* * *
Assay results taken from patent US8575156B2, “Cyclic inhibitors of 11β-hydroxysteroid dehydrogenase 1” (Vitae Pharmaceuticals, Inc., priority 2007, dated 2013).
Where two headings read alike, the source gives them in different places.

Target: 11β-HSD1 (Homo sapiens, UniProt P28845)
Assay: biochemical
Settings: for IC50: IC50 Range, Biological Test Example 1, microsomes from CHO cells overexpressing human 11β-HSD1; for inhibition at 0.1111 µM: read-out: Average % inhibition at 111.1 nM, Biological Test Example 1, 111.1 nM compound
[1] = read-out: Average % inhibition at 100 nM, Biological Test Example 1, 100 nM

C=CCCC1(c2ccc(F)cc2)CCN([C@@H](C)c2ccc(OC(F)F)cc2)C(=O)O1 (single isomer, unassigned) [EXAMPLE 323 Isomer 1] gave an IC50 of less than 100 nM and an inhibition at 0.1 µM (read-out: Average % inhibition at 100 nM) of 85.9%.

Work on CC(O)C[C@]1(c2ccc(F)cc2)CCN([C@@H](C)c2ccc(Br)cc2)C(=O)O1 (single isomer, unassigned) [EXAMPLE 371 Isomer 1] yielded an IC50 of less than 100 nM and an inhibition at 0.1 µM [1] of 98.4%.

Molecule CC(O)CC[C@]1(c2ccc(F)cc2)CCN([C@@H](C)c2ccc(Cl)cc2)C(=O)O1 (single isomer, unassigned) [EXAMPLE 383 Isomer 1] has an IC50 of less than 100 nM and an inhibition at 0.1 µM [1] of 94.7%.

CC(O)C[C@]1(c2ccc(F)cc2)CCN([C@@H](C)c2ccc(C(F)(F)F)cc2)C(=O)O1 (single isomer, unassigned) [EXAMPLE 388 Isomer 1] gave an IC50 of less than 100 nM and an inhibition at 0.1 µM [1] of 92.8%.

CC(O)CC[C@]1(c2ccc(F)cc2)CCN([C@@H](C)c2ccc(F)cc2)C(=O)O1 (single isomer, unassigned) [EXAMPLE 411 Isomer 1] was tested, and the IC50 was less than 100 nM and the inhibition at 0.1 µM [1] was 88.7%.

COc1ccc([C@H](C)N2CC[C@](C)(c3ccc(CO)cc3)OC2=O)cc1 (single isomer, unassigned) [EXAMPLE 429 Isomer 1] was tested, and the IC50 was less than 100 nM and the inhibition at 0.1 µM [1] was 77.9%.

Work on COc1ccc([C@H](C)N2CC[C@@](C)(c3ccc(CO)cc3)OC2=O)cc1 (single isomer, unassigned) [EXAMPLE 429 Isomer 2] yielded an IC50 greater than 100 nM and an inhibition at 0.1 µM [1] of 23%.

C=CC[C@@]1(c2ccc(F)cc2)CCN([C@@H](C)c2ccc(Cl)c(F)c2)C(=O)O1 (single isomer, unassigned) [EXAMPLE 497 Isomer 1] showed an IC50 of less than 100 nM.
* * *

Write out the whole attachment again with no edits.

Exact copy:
Assay results taken from patent US8575156B2, “Cyclic inhibitors of 11β-hydroxysteroid dehydrogenase 1” (Vitae Pharmaceuticals, Inc., priority 2007, dated 2013).
Where two headings read alike, the source gives them in different places.

Target: 11β-HSD1 (Homo sapiens, UniProt P28845)
Assay: biochemical
Settings: for IC50: IC50 Range, Biological Test Example 1, microsomes from CHO cells overexpressing human 11β-HSD1; for inhibition at 0.1111 µM: read-out: Average % inhibition at 111.1 nM, Biological Test Example 1, 111.1 nM compound
[1] = read-out: Average % inhibition at 100 nM, Biological Test Example 1, 100 nM

C=CCCC1(c2ccc(F)cc2)CCN([C@@H](C)c2ccc(OC(F)F)cc2)C(=O)O1 (single isomer, unassigned) [EXAMPLE 323 Isomer 1] gave an IC50 of less than 100 nM and an inhibition at 0.1 µM (read-out: Average % inhibition at 100 nM) of 85.9%.

Work on CC(O)C[C@]1(c2ccc(F)cc2)CCN([C@@H](C)c2ccc(Br)cc2)C(=O)O1 (single isomer, unassigned) [EXAMPLE 371 Isomer 1] yielded an IC50 of less than 100 nM and an inhibition at 0.1 µM [1] of 98.4%.

Molecule CC(O)CC[C@]1(c2ccc(F)cc2)CCN([C@@H](C)c2ccc(Cl)cc2)C(=O)O1 (single isomer, unassigned) [EXAMPLE 383 Isomer 1] has an IC50 of less than 100 nM and an inhibition at 0.1 µM [1] of 94.7%.

CC(O)C[C@]1(c2ccc(F)cc2)CCN([C@@H](C)c2ccc(C(F)(F)F)cc2)C(=O)O1 (single isomer, unassigned) [EXAMPLE 388 Isomer 1] gave an IC50 of less than 100 nM and an inhibition at 0.1 µM [1] of 92.8%.

CC(O)CC[C@]1(c2ccc(F)cc2)CCN([C@@H](C)c2ccc(F)cc2)C(=O)O1 (single isomer, unassigned) [EXAMPLE 411 Isomer 1] was tested, and the IC50 was less than 100 nM and the inhibition at 0.1 µM [1] was 88.7%.

COc1ccc([C@H](C)N2CC[C@](C)(c3ccc(CO)cc3)OC2=O)cc1 (single isomer, unassigned) [EXAMPLE 429 Isomer 1] was tested, and the IC50 was less than 100 nM and the inhibition at 0.1 µM [1] was 77.9%.

Work on COc1ccc([C@H](C)N2CC[C@@](C)(c3ccc(CO)cc3)OC2=O)cc1 (single isomer, unassigned) [EXAMPLE 429 Isomer 2] yielded an IC50 greater than 100 nM and an inhibition at 0.1 µM [1] of 23%.

C=CC[C@@]1(c2ccc(F)cc2)CCN([C@@H](C)c2ccc(Cl)c(F)c2)C(=O)O1 (single isomer, unassigned) [EXAMPLE 497 Isomer 1] showed an IC50 of less than 100 nM.